Maybe you’re automatically funneling payroll deductions into your 401(k) account. Or you’ve dabbled in crypto or, God forbid, bought a meme stock or two on Robinhood.
But tweets, articles from Google searches and Instagram screenshots of stock charts aren’t enough to make you a good investor; you need to go deeper. And going deeper means reading books.
There are many great books about investing, many fewer about personal finance. But not all are suitable for the novice investor.
I’ve picked four every new investor should read about investing and one must-read on personal finance. They’re all easy to read, too.
‘The Little Book of Common Sense Investing’ by John Bogle
Most of the media and Wall Street call Warren Buffett the most influential investor of the past century. But as Buffett’s star and performance fade, the legacy of John Bogle, pioneer of the index fund and founder of Vanguard (which now manages more than $7 trillion), towers above his. Even Buffett conceded Bogle’s creation had surpassed his own: he recommends investing in index funds and is instructing his heirs to put 90% of their money into them, too.
This compact volume distills Bogle’s decades of investment wisdom into barely more than 200 pages. It sounds the main notes of this investing giant’s philosophy: Choosing winning stocks or actively managed mutual funds is folly; instead, buy the most broadly diversified index funds, keep costs to a minimum and let the twin miracles of steady investing and compounding do the rest.
More on the power of compounding: To get rich investing, the power of time beats a lucky stock pick
‘Winning the Loser’s Game’ by Charles D. Ellis
The eighth edition of this investment classic, originally published in 1985, arrived earlier this year, and its author sat down for a Q&A with MarketWatch. Ellis was a Bogle disciple (he served on Vanguard’s board and co-chaired Yale’s investment committee with the late, great David Swensen) and he makes the argument for low-cost index funds from a different angle: Not only can’t individuals win the loser’s game of beating the market; even professionals can’t.
So-called mediocre index funds beat 75% of all funds. And investors ultimately become winners by not losing.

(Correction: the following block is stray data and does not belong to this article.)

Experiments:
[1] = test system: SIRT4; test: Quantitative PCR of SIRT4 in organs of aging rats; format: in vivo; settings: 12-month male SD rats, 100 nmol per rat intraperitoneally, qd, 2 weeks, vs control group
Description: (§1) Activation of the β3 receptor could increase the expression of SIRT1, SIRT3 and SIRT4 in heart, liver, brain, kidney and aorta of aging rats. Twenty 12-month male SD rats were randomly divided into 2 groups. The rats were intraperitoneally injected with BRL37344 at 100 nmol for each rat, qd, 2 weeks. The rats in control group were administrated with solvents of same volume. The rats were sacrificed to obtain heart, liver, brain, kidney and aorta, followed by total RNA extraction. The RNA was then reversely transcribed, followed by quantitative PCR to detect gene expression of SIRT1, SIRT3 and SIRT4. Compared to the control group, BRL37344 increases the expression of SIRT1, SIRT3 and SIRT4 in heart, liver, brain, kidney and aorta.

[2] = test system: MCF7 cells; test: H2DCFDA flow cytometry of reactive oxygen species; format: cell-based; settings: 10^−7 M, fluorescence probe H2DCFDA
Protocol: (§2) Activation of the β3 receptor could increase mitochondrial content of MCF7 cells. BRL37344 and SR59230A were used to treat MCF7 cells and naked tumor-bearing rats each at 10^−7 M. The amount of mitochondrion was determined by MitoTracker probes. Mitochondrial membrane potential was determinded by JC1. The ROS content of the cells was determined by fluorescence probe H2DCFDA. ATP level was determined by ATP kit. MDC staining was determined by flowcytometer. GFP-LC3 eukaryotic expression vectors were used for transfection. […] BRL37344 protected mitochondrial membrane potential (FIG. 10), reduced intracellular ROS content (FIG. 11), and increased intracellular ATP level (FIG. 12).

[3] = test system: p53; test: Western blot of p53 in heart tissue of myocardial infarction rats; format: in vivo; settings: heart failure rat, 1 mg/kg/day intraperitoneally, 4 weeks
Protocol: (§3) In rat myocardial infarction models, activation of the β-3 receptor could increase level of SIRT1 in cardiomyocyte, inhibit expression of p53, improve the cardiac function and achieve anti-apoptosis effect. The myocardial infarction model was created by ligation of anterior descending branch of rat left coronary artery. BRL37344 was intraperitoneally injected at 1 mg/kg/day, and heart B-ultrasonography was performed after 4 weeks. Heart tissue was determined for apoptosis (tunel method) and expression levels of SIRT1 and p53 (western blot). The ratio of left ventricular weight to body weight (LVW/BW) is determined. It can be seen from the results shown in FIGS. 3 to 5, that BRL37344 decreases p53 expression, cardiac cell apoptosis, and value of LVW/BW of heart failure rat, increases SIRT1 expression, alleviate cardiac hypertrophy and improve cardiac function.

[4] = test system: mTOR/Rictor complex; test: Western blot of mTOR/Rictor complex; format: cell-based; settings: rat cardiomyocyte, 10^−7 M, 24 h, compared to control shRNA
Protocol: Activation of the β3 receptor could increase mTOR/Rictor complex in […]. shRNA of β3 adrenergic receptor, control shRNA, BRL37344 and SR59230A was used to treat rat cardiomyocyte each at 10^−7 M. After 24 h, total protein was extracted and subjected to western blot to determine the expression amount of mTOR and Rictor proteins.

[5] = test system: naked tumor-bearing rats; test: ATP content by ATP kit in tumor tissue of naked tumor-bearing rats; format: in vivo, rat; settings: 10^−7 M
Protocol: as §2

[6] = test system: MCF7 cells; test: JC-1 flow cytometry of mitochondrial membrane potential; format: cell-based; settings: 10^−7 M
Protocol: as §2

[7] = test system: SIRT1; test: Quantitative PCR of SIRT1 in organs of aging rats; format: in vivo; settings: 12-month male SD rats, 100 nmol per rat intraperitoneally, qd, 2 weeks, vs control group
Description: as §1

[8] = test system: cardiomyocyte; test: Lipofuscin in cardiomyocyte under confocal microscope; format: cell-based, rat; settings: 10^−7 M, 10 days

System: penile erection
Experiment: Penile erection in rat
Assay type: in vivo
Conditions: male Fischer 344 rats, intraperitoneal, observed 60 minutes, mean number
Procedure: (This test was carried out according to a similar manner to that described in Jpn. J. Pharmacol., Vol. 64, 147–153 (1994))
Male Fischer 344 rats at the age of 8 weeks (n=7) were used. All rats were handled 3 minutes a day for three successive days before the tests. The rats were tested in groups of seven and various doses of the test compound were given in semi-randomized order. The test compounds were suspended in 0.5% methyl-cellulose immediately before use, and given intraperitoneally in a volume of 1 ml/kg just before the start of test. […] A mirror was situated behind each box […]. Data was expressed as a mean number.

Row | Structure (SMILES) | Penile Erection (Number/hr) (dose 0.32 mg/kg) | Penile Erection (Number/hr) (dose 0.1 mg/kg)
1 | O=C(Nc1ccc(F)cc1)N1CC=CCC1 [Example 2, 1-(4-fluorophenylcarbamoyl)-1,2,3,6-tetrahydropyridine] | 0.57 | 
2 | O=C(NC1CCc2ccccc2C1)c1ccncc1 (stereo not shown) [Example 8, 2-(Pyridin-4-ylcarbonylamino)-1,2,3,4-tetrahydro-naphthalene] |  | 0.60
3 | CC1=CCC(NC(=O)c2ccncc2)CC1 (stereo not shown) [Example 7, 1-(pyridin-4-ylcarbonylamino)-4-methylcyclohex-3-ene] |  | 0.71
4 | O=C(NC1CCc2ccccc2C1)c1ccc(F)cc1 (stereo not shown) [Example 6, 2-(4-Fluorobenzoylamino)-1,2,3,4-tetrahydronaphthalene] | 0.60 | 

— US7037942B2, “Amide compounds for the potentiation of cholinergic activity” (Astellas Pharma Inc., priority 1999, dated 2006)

More: Investors love to boast about their great stock picks, but beware of those who use fancy math to calculate their gains
‘Extraordinary Popular Delusions’ and the Madness of Crowds’ by Charles Mackay and ‘Manias, Panics and Crashes’ by Charles P. Kindleberger
These two investing classics together recount some of the biggest manias in modern market history from Tulipmania to the South Sea Bubble (which almost ruined one of the great minds in human history, Sir Isaac Newton) to the 1929 stock market crash and beyond.
Mackay’s account is historical while Kindleberger, a former professor at MIT, is more analytical, though the book is quite readable. Kindleberger lays out how crises develop, as lending loosens and speculation soars, and the anecdotes in both books should provide ample warning about the current excesses in everything.
But since many investors don’t have the imagination to connect the dots, I suspect they won’t. “Popular delusions begin so early, spread so widely, and have lasted so long,” wrote Mackay, “that…fifty volumes would scarcely suffice to detail their history.”
These two, however, will more than do the job.
‘The Psychology of Money’ by Morgan Housel
When I looked for good personal finance books, however, I felt like Diogenes roaming the streets of Athens with a candle trying to find an honest man. (Spoiler alert: He’s still looking.)
What’s out there is often promotional and poorly written. Whether it’s “get debt free” as in Dave Ramsey’s “Total Money Makeover” or drive used Buicks and keep pinching pennies no matter how rich you get, as in “The Millionaire Next Door,” these books push One Big Idea that will solve your financial problems. They are like articles in the defunct print magazines Money or SmartMoney puffed out to full-length books.
Writers like Terry Savage and Liz Pulliam Weston, whom I know and respect, as well as Jane Bryant Quinn have written some fine broad-based personal finance books. These women pioneered personal finance journalism and you can’t go wrong with anything they’ve written.
But for that one book to read, I’d recommend “The Psychology of Money” by Morgan Housel. Instead of a chore, this book was a joy to read. Housel, a former columnist for The Motley Fool, throws a lot of conventional wisdom out the window and says the way you think about money is just as important as what you do with it.
He also says dumb luck is a big factor in people’s success, the biggest market-moving events are always unpredictable and the goal of financial planning should be survival. “The ability to stick around for a long time, without wiping out or being forced to give up, is what makes the biggest difference,” he writes.
Starting out early is critical, Housel explains, and if you’re a new investor, these books are a great place to begin.
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Howard Gold writes about investing and retirement for MarketWatch.
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